It’s not always easy to do the right thing, even in a stable world. When the going gets tough, you know you’re supposed to do what’s right, but instead you do wrong. That’s the unfortunate reality of our responses to everyday situations . . . but what happens when your support system is gone? What happens when the life you knew is instantly taken away and you’re given a new life that doesn’t promise your ultimate security?
These challenging questions (and more) are explored in writer-director-producer Cary Joji Fukunaga’s new film Beasts of No Nation, which is based on the 2005 novel of the same name by Uzodinma Iweala. Fukunaga (who also directed the 2011 remake of “Jane Eyre” and the acclaimed first season of HBO’s “True Detective”) and his team of filmmakers introduce us into the already crumbling world of Agu, a young and timid African boy (from an unnamed country) who loses his family in the midst of an escalating war. Now desperately running for his life, Agu is soon captured by a treacherous rebel group and is suddenly groomed by its imposing leader who is simply known as “Commandant.” He is solidly played by the steadily surging Idris Elba, (“The Gunman,” “Thor: The Dark World”) who was recently nominated for a Golden Globe for this role.
The adventures of young Agu whimsically takes us from creating parodies of American soap operas (via one of his main forms of entertainment called “Imagination TV”) to committing acts of violence that’s too hot for TV. For a Californian born filmmaker such as Fukunaga, he seems to be unafraid in creating stories that are set internationally. His feature film debut, “Sin Nombre,” not only examined the culture of gangs and the process of undocumented immigration, but a striking theme that is heavily prevalent in Beasts of No Nation — loss of innocence. As this disillusionment creeps into the life of Agu, we see an overwhelming pain that’s immersed in the incredibly nuanced performance of the young man who plays him, Abraham Attah. While the usually charismatic presence of Idris Elba is more than enough to carry any tale that stars him, this time, Elba is unexpectedly outshined by this previously untrained actor.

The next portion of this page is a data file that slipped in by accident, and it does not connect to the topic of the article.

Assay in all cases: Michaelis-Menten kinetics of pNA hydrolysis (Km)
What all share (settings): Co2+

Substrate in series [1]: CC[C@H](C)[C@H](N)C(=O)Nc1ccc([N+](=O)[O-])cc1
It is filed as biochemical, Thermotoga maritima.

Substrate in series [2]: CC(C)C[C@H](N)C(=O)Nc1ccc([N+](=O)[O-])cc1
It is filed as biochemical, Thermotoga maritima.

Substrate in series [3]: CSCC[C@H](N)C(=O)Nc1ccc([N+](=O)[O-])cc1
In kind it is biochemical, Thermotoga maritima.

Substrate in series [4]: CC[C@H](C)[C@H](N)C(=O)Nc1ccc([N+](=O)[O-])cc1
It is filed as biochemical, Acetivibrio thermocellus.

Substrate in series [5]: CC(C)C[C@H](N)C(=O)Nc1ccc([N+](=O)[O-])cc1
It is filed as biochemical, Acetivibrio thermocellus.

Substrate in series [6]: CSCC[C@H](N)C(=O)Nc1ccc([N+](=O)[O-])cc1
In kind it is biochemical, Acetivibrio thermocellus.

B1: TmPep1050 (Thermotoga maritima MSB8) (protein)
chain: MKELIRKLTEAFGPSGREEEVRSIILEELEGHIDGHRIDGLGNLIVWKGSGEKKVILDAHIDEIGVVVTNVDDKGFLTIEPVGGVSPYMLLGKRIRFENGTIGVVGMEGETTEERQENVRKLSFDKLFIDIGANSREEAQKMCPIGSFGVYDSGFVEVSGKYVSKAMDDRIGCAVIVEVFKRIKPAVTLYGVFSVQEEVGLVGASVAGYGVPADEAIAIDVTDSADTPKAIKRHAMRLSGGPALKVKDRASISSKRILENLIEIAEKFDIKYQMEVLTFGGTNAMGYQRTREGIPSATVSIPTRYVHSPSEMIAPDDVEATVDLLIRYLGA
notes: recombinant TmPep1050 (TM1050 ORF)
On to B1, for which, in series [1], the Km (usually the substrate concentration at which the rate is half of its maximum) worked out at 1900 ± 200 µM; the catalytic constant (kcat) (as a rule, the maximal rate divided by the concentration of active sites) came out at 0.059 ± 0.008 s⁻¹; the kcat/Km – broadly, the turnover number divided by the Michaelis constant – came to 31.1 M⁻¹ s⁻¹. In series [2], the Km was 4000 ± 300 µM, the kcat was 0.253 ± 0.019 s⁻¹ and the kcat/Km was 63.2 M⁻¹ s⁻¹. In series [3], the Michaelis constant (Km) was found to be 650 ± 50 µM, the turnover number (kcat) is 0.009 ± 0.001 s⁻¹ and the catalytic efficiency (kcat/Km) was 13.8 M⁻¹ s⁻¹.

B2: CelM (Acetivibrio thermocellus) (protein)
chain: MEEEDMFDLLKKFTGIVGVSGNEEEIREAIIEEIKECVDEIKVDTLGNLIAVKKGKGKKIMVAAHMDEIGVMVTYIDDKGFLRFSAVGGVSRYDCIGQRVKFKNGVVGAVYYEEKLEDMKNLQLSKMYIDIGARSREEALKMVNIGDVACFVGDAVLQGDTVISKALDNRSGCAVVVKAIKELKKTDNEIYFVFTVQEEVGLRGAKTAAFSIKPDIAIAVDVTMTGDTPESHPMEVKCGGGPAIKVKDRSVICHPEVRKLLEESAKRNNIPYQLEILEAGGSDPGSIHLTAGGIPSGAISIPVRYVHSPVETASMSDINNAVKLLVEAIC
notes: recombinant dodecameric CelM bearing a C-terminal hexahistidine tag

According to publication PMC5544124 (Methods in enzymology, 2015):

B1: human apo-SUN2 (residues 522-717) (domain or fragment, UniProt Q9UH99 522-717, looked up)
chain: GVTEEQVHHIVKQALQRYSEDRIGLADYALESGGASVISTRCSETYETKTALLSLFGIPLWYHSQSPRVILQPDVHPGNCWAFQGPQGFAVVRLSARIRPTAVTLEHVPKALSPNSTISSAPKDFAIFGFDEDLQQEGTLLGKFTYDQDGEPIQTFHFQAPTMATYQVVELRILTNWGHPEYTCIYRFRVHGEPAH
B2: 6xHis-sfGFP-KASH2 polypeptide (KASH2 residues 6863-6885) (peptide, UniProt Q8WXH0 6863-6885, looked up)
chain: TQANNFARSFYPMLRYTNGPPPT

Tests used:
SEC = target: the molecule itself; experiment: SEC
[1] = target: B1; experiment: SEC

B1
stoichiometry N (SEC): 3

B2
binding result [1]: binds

Regardless of the critical reception he gets during this awards season, Attah provides an invoking performance that will wrap you with empathy despite an already tragic situation. Yes, what is out of his control might or might not work on your sympathetic heartstrings, but his struggle to grow up and make difficult choices is what will break you internally. It is Agu’s character arc that transcends the film into brilliance — despite a few shortcomings it unfortunately has. Stylistically, the film uses a meandering storytelling technique as its plot unfolds, which is common for most independent films. However, anti-climactic arcs crippled some of the narrative’s ambitions and when these events occur it can render a film uninteresting. It manages to work here because the film’s greatest strength isn’t the in-depth focus of a society torn by war . . . it’s about the effect it has on one individual.
Nevertheless, Fukunaga and his assembled team deserve praise for taking a risk in building a surprisingly understated story and not a classically overhyped one at that. Typically, when movies take this tone, its output is a recipe for boredom — but here, that’s far from the truth. It’s the solid scene pacing, active editing, and visually saturated cinematography (amazingly done by Fukunaga himself) that stand out. And while Beasts of No Nation may not be as bloody as say a Quentin Tarantino film, it’s still not for viewers who are shy about cinematic viciousness. There is much in way of graphic images . . . but that’s not the most disturbing thing you’ll see onscreen. The most disturbing thing gracing the screen is the fictional portrayal of a boy who is the realistic embodiment of grim circumstances that will forever change his life. It is a sad state that plagues the many “Agus” in our world today.